During the festival, SGA clubs could host tables out on the lawn to raise money and interest for various causes.There was a raffle to raise tuition money for a Gambian students with exotic items from Greece, India, Slovenia, Turkey, Egypt, Italy, Poland, and Spain. Students could make tie-dye t-shirts to raise money for Circle K International for the Eliminate Project to rid the earth of neonatal tetanus or spray paint designs on a white shirt to raise awareness for Invisible Children.

The Crew Team challenged the student body to beat them in Erg sprints, or students could compete against their friends for pins and bragging rights. Carnival-goers had the opportunity to pie Officer Mary in the face, get a Tarot Card reading, or  buy a caffeinated goldfish. While not perusing the club tables, participants enjoyed Bollywood Masala, Maggie Moo’s Ice Cream, Gwennie’s Caribbean Food, kabobs, gyros, and activities at the craft vendor tables.

The major musical event in the evening, although originally planned to take place in a tent on Admissions Field, took place in the MPOARC. The opening act was a band made up of seniors Matt Pindell, Scott Smoot, and Mike Snow, otherwise known as The Carpet House Band. The headliner was Detroit-based band Electric Six, known for such hits as “Danger! High Voltage” and “Gay Bar.” The band’s sound, as described by, is a mix of “garage, disco, punk, new wave, and metal into cleverly dumb, in-your-face songs.” Although all students may not agree that they were exceptionally clever, the music was a good way to end another successful World Carnival. “The band wasn’t really my thing, but it was a great way to end a fun day,” said first-year Julia Maas.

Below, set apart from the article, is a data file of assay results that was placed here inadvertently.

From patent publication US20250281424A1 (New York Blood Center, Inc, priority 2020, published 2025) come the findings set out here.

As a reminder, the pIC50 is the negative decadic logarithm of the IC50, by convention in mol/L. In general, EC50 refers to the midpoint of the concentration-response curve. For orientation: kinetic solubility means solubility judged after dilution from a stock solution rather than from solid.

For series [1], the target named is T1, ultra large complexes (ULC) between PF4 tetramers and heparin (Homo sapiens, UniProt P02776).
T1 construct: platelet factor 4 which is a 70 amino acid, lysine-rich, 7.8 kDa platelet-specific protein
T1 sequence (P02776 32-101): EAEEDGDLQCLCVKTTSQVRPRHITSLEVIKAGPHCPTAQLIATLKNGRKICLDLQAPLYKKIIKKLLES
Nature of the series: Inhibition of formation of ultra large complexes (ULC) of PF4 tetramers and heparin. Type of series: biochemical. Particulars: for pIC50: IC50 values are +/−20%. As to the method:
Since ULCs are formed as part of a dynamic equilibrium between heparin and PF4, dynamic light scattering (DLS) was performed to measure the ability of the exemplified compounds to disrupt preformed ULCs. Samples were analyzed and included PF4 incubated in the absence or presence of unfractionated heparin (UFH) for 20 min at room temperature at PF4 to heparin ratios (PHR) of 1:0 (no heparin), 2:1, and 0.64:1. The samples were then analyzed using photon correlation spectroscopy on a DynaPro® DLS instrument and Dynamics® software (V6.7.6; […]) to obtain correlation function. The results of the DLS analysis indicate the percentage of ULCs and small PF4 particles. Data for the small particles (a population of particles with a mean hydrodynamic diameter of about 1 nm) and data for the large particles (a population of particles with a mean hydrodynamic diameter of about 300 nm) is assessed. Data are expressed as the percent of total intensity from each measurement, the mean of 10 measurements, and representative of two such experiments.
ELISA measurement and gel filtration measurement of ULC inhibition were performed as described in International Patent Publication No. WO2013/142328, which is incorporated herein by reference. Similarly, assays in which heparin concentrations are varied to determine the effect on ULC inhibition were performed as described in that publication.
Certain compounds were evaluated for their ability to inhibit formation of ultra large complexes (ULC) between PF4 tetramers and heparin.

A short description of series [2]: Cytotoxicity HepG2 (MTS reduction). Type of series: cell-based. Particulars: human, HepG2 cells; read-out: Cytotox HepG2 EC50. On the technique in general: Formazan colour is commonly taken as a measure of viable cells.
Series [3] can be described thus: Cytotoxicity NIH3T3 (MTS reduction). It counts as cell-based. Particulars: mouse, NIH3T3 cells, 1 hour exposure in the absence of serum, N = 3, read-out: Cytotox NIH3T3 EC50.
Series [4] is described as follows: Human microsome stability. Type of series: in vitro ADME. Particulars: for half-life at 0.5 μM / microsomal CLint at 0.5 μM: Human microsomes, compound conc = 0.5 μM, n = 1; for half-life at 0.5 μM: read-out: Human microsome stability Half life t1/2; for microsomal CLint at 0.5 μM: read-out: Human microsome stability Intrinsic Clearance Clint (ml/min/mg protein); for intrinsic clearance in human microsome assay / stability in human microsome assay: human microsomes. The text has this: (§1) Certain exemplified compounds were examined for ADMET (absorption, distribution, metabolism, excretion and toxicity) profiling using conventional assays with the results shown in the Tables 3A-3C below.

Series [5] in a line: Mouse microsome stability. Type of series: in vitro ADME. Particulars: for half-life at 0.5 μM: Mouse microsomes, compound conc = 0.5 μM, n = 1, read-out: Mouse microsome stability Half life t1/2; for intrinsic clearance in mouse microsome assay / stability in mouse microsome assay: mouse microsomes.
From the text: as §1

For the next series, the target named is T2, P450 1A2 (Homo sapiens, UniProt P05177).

Students "Get Their Float On" at the Waterfront

Friday, April 27 marked the end of classes for the Spring 2012 semester at St. Mary’s, and many students took advantage of the sunny clear blue skies and invigorating wind to celebrate spring before finals week at the Sailing Club’s bi-annual “Get Your Float On” event.

Sunbathing, sailing, windsurfing, and kayaking were encouraged as students swarmed the James P. Muldoon River Center and Waterfront on Friday afternoon. Members of the Student Education Association decorated many a sunbather with henna tattoos, which browned in the sun before being chipped away to reveal an orange design. Those who were sailing-inclined reveled in the great wind that was present, and most of the waterfront’s sailboats were in use during the event.

The Sailing Club’s large charcoal grill was in constant use throughout the afternoon, and it peppered the wind with delicious-smelling smoke as the grillers dished out hamburgers, veggie burgers, and hot dogs to hungry students, who chowed down on the chips and sodas that were also provided.

Sophomore Jemarc Van-Axinto said of the event, “I think it’s a really nice way to get out to the watefront–but of course we’re St. Mary’s students, so we could do this anytime. Thankfully it’s a nice day, and it’s great that we have a sponsored event that gives us an excuse to come down. I know a lot of people from North Campus who are grateful to come hang out at the river like we’re supposed to.”

Relay for Life Wraps Up Successful Year

On Tuesday, April 17 the committee for Relay for Life at St. Mary’s College held a meeting to discuss what has been accomplished throughout the year in their fight against cancer.

For the recent Relay for Life event that was held on Feb. 11-12 in the Michael P. O’Brien Athletics and Recreation Center, the team managed to raise $32,086, despite their original goal of $42,000.

“We were a little under,” said the newly appointed Event Chair, sophomore Colleen Hughes, “but we still try to raise the bar every year.” She continued to say that $32,086 is still a very significant amount that can help a lot in the fight.

After the big event in February, the team that raised the most money was Residence Life with $5,017. The Crew Team also received acknowledgement, as they had a large portion of their members participate, leading them to split themselves into two different teams that both raised a lot of money.